Warning over fines for people who overstay 90-day limit in France

British second-home owners and visitors to France are being warned not to overstay their 90-day limit, as border guards begin checking passports and issuing fines.

Warning over fines for people who overstay 90-day limit in France
Since Brexit, Brits are subject to the 90-day rule. Photo: Sam van der Wal/AFP

Since the end of the Brexit transition period, Brits who don’t have either a residency card or a visa face limits on their stays in France.

But while the 90-day rule was widely known in advance – and has always been in place for other non-EU nationals like Americans and Canadians – it was not clear how strictly it would be policed.

Now British visitors have reported being stopped and fined at the border upon exit if the entry stamp in their passport is more than 90 days old.

The Local has previously reported on the case of Kerry, who was fined after her passport was incorrectly stamped as a non-resident.

But several other Brits have reported being fined after visits to France that lasted more than 90 days, in one case for an overstay of just two days. Fines can also be accompanied with a stamp in your passport marking you as an over-stayer, which can make future travel complicated. 

Brits who live in France can prove their residency status by showing their carte de séjour, in which case the 90-day rule does not apply.

However those who are not resident and are merely visiting – either on holiday or to stay in second homes – have only two options; either stay less than 90 days or get a visa.

90 days

The 90-day rule is broken down in more detail HERE, but in essence it gives visitors from certain non-EU countries access to short visits without the need to get a visa.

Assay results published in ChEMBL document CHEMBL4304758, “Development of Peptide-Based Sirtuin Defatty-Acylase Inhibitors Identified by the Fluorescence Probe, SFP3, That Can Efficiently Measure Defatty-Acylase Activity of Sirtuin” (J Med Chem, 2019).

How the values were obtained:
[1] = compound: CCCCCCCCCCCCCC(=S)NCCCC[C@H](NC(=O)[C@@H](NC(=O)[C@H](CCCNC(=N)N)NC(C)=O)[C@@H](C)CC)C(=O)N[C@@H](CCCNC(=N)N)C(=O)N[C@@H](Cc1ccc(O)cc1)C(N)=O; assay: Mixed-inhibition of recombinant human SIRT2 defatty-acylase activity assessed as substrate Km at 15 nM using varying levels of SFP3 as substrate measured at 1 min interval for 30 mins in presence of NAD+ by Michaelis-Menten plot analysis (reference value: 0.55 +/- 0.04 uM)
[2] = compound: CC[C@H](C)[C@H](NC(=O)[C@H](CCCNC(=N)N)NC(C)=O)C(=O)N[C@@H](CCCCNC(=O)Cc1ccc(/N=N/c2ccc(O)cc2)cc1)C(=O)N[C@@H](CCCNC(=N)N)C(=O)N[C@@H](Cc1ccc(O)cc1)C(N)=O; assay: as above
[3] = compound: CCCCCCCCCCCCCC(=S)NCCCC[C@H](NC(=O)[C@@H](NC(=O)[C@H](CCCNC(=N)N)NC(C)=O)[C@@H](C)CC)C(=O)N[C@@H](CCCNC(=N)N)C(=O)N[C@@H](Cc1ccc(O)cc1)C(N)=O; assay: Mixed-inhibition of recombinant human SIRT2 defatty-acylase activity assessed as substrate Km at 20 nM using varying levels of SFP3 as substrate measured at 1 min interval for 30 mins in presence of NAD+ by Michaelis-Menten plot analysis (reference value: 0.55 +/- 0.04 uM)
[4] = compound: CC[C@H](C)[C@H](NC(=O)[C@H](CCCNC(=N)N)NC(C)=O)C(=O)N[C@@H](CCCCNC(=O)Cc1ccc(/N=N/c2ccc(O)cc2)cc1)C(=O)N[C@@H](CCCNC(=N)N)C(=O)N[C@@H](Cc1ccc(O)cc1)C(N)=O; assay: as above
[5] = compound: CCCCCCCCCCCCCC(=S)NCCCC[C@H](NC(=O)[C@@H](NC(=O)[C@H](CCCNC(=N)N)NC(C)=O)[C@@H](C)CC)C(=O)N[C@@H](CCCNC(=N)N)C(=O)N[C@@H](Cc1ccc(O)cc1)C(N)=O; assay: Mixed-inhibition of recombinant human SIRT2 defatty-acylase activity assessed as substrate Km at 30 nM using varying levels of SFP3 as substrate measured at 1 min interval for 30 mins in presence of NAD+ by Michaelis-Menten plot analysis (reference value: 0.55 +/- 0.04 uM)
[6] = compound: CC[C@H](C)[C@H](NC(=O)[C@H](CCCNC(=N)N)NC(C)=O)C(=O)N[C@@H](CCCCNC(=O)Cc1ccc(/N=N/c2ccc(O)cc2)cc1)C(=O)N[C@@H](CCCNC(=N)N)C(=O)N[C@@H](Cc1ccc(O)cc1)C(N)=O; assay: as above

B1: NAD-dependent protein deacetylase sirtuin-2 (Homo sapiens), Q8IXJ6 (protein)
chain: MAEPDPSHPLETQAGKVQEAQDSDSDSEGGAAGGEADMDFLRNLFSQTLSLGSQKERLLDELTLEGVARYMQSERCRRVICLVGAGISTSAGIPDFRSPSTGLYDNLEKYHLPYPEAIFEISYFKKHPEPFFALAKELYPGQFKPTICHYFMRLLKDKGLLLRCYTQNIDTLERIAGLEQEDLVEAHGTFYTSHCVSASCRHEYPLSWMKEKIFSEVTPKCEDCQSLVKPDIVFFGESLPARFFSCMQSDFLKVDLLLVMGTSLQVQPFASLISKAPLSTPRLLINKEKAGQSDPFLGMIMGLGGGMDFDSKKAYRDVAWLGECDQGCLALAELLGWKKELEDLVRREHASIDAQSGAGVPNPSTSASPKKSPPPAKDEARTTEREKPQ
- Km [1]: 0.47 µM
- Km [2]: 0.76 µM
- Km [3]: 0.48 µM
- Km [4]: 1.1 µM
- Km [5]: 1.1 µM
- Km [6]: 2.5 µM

The allowance is 90 days in every 180 – so in total over the course of a year you can be in France for 180 days, but these cannot be taken together. This is a problem for second home owners who like to spend the summer in France and the winter in the UK, or vice versa.

The other important thing to note is that the limit is for the entire EU and Schengen area, so trips to all EU or Schengen countries, not just France, count towards the 90-day limit.

To help you work out your allowance, you can find the Schengen calculator here.


Those who want to spend more than 90 days at a time will need to get a visa.

You can find a fuller explanation of the French visa system HERE.

Different types of visa exist, but the most common for second-home owners who do not intend to work in France is the visitor visa.

Crucially, visas must be applied for in your home country so that can enter France showing both the passport and visa, so that the 90-day ‘clock’ does not begin ticking.

Member comments

  1. It’s one thing informing the public but someone needs to urgently inform those working at the border when to stamp the passport and when not to. I mean, how difficult can that be ?

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Exchange rate: What are your options if you live in France but have income in pound sterling?

The value of the British pound has fallen steeply against the dollar in recent days and also against the Euro, so what should you do if you live in France but have income - such as a pension, rental income or a salary - in pound sterling?

Exchange rate: What are your options if you live in France but have income in pound sterling?